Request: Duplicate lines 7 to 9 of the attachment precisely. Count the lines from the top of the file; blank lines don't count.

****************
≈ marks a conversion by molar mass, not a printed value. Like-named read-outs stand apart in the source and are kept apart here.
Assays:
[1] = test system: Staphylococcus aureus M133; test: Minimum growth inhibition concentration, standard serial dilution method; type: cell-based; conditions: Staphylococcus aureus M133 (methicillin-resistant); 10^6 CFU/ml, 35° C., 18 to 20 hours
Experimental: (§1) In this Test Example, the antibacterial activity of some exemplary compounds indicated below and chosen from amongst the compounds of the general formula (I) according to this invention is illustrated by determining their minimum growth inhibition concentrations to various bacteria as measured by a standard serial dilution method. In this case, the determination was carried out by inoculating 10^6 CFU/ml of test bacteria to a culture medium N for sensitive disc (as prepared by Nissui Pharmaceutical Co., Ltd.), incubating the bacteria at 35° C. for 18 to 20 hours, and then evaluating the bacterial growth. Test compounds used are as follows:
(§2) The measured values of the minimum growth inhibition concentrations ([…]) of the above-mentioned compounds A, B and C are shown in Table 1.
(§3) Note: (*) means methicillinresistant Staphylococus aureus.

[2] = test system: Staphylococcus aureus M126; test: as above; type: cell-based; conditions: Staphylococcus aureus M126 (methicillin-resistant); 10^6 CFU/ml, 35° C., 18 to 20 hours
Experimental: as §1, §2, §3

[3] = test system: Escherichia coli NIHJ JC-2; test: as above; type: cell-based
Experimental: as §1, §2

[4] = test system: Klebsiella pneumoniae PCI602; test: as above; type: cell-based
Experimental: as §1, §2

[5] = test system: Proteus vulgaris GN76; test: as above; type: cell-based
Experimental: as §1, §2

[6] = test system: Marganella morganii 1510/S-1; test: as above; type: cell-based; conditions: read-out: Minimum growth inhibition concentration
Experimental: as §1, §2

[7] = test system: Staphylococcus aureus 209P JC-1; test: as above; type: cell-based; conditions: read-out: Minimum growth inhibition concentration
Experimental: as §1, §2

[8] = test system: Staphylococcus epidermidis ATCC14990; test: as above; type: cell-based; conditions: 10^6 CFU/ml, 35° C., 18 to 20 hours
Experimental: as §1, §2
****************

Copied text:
[2] = test system: Staphylococcus aureus M126; test: as above; type: cell-based; conditions: Staphylococcus aureus M126 (methicillin-resistant); 10^6 CFU/ml, 35° C., 18 to 20 hours
Experimental: as §1, §2, §3

[3] = test system: Escherichia coli NIHJ JC-2; test: as above; type: cell-based